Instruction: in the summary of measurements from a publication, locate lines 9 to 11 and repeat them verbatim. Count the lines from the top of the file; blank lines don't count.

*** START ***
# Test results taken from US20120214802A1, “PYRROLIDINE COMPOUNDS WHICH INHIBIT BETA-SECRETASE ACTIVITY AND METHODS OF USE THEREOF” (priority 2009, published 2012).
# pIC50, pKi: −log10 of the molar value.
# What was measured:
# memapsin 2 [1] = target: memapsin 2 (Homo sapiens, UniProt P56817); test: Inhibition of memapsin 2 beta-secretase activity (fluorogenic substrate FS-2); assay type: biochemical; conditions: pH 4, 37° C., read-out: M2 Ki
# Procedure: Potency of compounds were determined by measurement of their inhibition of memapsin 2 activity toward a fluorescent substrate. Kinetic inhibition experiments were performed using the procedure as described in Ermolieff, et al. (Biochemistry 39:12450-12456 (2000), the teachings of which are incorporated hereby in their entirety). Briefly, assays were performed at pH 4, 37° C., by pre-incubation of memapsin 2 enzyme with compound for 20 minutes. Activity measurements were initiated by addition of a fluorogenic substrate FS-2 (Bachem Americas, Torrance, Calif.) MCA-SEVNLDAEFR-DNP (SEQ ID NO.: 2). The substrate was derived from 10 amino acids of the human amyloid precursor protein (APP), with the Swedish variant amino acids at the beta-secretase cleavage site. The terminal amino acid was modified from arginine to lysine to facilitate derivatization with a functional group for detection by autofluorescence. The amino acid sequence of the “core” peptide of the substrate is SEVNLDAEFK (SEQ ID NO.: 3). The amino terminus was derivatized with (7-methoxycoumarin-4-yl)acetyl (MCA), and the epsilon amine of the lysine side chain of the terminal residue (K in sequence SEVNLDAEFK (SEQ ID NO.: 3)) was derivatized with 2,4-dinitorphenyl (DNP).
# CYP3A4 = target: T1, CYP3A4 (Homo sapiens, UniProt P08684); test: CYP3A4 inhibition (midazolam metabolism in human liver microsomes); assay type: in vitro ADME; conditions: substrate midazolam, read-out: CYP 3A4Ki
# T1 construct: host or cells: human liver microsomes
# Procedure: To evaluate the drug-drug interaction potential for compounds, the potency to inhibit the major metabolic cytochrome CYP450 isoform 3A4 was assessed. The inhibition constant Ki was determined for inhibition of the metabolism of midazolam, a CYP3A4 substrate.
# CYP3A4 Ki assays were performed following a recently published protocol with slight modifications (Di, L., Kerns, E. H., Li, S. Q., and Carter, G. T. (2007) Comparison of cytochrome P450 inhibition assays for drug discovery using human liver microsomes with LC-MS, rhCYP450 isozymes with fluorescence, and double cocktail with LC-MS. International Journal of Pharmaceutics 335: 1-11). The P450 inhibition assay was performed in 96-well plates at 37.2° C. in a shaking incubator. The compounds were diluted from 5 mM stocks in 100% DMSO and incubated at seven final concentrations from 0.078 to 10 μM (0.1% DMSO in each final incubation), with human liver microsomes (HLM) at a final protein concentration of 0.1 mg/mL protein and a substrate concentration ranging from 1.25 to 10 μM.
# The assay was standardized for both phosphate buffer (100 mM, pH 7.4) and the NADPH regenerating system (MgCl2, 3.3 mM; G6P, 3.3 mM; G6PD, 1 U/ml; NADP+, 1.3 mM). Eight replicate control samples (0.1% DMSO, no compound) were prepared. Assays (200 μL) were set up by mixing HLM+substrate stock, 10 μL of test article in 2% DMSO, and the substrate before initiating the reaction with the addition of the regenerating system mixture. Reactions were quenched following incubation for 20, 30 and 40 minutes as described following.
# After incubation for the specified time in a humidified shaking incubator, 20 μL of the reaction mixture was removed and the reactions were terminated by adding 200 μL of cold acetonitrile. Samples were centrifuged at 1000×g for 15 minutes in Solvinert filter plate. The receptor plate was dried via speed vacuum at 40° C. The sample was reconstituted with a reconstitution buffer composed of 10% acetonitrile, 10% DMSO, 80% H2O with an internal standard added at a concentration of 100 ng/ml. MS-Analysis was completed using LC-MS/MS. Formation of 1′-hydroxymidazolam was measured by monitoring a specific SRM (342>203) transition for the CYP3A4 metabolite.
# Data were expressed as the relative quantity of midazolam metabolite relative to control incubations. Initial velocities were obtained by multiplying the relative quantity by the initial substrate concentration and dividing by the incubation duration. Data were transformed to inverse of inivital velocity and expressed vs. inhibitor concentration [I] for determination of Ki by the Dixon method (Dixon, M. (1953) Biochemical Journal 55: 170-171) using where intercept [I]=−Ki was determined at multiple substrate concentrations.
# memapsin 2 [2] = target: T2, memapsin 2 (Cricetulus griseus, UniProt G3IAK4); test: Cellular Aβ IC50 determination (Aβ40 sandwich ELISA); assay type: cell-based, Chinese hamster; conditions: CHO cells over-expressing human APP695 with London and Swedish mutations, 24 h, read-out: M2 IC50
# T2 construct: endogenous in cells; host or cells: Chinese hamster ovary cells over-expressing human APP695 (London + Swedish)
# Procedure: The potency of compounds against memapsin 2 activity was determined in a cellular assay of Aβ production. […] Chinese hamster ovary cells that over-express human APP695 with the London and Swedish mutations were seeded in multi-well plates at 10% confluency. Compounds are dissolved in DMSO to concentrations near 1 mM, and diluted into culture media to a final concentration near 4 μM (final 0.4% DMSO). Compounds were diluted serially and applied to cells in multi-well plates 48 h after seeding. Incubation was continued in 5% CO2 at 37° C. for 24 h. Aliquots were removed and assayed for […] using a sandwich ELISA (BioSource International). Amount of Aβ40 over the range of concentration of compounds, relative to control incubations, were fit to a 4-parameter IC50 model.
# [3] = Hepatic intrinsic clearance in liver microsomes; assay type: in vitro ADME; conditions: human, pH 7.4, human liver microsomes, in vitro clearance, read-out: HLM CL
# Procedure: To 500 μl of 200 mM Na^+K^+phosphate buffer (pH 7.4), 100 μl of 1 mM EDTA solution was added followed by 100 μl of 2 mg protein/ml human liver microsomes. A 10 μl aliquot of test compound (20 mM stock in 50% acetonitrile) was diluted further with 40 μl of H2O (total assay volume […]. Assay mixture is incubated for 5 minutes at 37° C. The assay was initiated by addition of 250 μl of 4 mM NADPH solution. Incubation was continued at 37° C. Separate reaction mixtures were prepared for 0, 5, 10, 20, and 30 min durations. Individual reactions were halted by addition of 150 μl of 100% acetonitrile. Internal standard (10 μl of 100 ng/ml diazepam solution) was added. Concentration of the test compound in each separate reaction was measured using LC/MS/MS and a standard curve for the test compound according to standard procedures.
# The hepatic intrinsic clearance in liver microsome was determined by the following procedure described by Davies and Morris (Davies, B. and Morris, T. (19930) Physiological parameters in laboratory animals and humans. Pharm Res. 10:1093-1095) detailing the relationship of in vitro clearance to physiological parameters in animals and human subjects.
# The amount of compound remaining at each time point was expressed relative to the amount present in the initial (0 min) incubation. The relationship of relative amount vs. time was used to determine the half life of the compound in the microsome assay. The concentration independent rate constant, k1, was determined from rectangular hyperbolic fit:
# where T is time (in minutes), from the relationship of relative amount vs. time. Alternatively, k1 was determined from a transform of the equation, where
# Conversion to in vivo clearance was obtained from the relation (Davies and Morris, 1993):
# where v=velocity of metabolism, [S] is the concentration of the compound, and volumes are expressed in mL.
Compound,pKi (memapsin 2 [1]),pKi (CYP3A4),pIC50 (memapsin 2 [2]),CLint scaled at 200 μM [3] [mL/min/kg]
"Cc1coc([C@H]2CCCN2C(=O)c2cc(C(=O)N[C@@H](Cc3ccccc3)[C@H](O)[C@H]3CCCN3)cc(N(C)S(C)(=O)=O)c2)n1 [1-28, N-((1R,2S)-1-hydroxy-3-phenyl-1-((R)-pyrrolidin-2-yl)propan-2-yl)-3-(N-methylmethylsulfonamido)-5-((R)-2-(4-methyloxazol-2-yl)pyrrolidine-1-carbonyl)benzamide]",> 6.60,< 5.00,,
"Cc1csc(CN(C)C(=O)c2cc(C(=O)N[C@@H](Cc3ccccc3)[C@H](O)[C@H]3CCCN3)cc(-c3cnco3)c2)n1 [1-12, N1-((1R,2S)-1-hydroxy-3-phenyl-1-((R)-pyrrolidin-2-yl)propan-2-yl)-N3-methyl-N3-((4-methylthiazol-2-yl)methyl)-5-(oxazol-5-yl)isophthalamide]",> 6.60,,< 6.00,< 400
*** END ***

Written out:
# CYP3A4 Ki assays were performed following a recently published protocol with slight modifications (Di, L., Kerns, E. H., Li, S. Q., and Carter, G. T. (2007) Comparison of cytochrome P450 inhibition assays for drug discovery using human liver microsomes with LC-MS, rhCYP450 isozymes with fluorescence, and double cocktail with LC-MS. International Journal of Pharmaceutics 335: 1-11). The P450 inhibition assay was performed in 96-well plates at 37.2° C. in a shaking incubator. The compounds were diluted from 5 mM stocks in 100% DMSO and incubated at seven final concentrations from 0.078 to 10 μM (0.1% DMSO in each final incubation), with human liver microsomes (HLM) at a final protein concentration of 0.1 mg/mL protein and a substrate concentration ranging from 1.25 to 10 μM.
# The assay was standardized for both phosphate buffer (100 mM, pH 7.4) and the NADPH regenerating system (MgCl2, 3.3 mM; G6P, 3.3 mM; G6PD, 1 U/ml; NADP+, 1.3 mM). Eight replicate control samples (0.1% DMSO, no compound) were prepared. Assays (200 μL) were set up by mixing HLM+substrate stock, 10 μL of test article in 2% DMSO, and the substrate before initiating the reaction with the addition of the regenerating system mixture. Reactions were quenched following incubation for 20, 30 and 40 minutes as described following.
# After incubation for the specified time in a humidified shaking incubator, 20 μL of the reaction mixture was removed and the reactions were terminated by adding 200 μL of cold acetonitrile. Samples were centrifuged at 1000×g for 15 minutes in Solvinert filter plate. The receptor plate was dried via speed vacuum at 40° C. The sample was reconstituted with a reconstitution buffer composed of 10% acetonitrile, 10% DMSO, 80% H2O with an internal standard added at a concentration of 100 ng/ml. MS-Analysis was completed using LC-MS/MS. Formation of 1′-hydroxymidazolam was measured by monitoring a specific SRM (342>203) transition for the CYP3A4 metabolite.